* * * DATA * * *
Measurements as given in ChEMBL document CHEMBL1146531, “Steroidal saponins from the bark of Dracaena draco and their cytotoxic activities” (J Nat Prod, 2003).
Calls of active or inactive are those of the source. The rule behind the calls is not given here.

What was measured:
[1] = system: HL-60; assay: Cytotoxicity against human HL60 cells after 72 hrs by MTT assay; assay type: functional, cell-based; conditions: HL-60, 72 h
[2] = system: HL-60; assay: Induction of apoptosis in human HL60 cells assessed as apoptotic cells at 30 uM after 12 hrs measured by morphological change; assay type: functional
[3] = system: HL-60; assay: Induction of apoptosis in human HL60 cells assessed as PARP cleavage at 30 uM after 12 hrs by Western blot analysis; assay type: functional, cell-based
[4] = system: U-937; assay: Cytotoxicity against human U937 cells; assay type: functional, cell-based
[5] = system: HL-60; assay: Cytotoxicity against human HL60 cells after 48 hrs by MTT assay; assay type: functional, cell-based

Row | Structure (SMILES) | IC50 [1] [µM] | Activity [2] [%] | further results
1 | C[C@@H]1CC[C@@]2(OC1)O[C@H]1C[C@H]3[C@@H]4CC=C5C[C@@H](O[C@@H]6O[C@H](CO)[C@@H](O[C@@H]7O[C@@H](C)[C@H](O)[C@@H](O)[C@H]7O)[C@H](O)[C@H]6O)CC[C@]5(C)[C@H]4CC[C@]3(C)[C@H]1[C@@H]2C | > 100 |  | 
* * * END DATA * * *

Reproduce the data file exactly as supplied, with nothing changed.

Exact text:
Measurements as given in ChEMBL document CHEMBL1146531, “Steroidal saponins from the bark of Dracaena draco and their cytotoxic activities” (J Nat Prod, 2003).
Calls of active or inactive are those of the source. The rule behind the calls is not given here.

What was measured:
[1] = system: HL-60; assay: Cytotoxicity against human HL60 cells after 72 hrs by MTT assay; assay type: functional, cell-based; conditions: HL-60, 72 h
[2] = system: HL-60; assay: Induction of apoptosis in human HL60 cells assessed as apoptotic cells at 30 uM after 12 hrs measured by morphological change; assay type: functional
[3] = system: HL-60; assay: Induction of apoptosis in human HL60 cells assessed as PARP cleavage at 30 uM after 12 hrs by Western blot analysis; assay type: functional, cell-based
[4] = system: U-937; assay: Cytotoxicity against human U937 cells; assay type: functional, cell-based
[5] = system: HL-60; assay: Cytotoxicity against human HL60 cells after 48 hrs by MTT assay; assay type: functional, cell-based

Row | Structure (SMILES) | IC50 [1] [µM] | Activity [2] [%] | further results
1 | C[C@@H]1CC[C@@]2(OC1)O[C@H]1C[C@H]3[C@@H]4CC=C5C[C@@H](O[C@@H]6O[C@H](CO)[C@@H](O[C@@H]7O[C@@H](C)[C@H](O)[C@@H](O)[C@H]7O)[C@H](O)[C@H]6O)CC[C@]5(C)[C@H]4CC[C@]3(C)[C@H]1[C@@H]2C | > 100 |  | 